Top prize winners of 102 foreign college students
attending a Chinese language contest in northeast China will win full
scholarships to study in China and all of them have the opportunity to be a
volunteer for the 2008 Beijing Olympics, according to organizers.
The 102 students, from 52 countries worldwide, began on Saturday the 6th
Chinese Proficiency Competition for Foreign College Students", held in
Changchun, capital of Jilin Province.
"I am looking forward to becoming a volunteer for Beijing Olympics, so as to
help our Polish athletes," said Jolanta Gomolka, a student from Poland at the
Gomolka, a student from Pozana University of Poland, speaks Chinese fluently
when talking with Chinese organizers of the three-day event.
She said her father, who also likes Chinese culture very much, gave her a
poetical Chinese name, "Yuan Yueying". The name originates from a famous Chinese
poem which says the moon has its wax and wane.
"I will improve my Chinese as soon as possible. Next year in Beijing
Olympics, I will witness Australian swimmers winning gold medals," said
21-year-old Thomas Shugg, a junior from Monash University, Australia.
Thomas has been learning Chinese for one year and a half.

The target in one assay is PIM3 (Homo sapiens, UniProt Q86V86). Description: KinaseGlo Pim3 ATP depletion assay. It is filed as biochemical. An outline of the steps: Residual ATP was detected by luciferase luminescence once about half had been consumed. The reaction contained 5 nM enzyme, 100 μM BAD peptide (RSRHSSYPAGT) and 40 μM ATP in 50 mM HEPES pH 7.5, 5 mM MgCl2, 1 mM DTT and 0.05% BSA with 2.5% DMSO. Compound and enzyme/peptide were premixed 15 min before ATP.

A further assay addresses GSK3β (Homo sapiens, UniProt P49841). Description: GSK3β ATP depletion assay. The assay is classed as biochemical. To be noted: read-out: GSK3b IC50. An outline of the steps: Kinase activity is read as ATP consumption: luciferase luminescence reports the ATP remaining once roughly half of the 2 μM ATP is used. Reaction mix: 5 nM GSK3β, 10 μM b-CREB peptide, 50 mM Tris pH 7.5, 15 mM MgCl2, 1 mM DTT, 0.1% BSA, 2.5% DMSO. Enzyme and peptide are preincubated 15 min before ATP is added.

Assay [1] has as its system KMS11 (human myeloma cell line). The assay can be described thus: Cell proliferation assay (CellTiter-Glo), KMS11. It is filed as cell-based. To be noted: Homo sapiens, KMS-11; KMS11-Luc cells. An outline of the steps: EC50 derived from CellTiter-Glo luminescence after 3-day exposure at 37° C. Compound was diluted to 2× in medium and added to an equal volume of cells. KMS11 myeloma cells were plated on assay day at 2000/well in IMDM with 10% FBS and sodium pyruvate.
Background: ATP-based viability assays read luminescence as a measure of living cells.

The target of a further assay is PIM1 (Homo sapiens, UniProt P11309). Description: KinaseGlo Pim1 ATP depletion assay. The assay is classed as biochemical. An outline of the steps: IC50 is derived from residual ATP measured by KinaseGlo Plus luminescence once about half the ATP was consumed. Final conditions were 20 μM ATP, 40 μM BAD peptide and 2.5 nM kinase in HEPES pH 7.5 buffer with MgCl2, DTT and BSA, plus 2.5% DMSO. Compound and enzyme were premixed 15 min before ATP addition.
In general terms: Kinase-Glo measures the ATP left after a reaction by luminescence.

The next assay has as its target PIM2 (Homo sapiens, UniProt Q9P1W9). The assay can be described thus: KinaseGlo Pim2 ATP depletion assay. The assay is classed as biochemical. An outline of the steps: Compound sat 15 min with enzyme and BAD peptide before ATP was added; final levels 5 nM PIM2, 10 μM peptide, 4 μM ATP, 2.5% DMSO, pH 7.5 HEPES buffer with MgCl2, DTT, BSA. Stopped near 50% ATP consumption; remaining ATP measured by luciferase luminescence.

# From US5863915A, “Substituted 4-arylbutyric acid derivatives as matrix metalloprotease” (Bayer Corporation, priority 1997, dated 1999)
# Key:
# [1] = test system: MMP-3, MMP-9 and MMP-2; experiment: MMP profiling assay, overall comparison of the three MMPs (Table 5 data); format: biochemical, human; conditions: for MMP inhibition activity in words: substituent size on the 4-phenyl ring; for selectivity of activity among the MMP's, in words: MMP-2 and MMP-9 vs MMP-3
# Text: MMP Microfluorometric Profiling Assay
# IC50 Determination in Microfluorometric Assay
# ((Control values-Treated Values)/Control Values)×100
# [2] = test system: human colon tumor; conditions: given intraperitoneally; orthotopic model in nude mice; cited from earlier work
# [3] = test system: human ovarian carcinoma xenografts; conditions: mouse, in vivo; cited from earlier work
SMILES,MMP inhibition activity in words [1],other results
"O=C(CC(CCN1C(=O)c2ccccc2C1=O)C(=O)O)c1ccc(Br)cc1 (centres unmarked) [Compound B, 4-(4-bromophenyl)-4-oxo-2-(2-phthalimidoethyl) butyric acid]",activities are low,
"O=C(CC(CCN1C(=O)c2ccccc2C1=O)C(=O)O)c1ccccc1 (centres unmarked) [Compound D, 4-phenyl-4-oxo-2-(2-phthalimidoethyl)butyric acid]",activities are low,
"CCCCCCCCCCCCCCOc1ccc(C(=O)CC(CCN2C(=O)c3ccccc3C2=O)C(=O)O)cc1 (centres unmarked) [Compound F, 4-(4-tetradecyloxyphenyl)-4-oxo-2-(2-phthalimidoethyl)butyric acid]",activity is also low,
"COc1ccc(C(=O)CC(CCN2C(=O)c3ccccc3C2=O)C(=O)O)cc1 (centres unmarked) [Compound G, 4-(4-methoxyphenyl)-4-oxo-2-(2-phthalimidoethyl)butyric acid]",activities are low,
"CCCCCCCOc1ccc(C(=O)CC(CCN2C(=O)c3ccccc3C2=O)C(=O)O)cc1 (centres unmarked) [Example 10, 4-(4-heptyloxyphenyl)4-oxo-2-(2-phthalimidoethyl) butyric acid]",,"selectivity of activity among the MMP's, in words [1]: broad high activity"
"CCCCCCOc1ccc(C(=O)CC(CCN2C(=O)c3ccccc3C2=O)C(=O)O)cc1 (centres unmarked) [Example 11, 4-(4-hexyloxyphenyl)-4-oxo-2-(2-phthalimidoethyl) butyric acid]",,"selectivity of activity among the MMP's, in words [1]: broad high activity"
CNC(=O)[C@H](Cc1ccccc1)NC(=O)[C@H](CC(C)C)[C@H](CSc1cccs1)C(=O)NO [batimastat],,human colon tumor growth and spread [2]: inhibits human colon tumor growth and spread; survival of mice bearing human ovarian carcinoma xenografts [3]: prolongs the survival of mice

"It's far from enough if you merely know the Chinese characters. In order to
understand China, you have to understand its culture," said Anna Khmelenko from
the United States.
To better know about the preparation work for the Olympics, Khmelenko even
worked in a residential community committee of
Beijing for two days.
"When I saw those elder workers in the committee volunteered to promote
civilized deeds and behavior among residents for the Olympics, I strongly sensed
the Olympic atmosphere in China," said the American girl.
"Young students from various countries are interested in sports and culture,
the 2008 Beijing Olympics will definitely prompt them to learn Chinese hard,"
said Xu Lin, director of the Office of Chinese Language Council International, a
Chinese language promotion agency.
According to statistics from the China National Office for Teaching Chinese
as a Foreign Language, currently there are about 30 million people overseas
"Beijing Olympics is serving as a booster for foreign students to learn
Chinese language and culture," said Xu.
"Just imagine, in 2008, when people of different races and colors gather
together in Beijing and they all speak in Chinese, how interesting it will be!
At that time, even a simple 'Nihao' (Hello) will make China affable," said
contestant Abir Saguer from Tunisia.